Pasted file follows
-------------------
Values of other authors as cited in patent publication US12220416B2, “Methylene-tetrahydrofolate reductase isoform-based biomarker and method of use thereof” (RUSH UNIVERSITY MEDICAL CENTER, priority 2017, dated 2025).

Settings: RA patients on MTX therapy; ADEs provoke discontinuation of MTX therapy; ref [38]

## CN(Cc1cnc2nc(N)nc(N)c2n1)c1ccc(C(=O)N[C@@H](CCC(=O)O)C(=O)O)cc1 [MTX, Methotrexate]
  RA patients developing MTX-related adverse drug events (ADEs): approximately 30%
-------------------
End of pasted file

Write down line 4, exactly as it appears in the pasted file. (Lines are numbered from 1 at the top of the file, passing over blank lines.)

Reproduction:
  RA patients developing MTX-related adverse drug events (ADEs): approximately 30%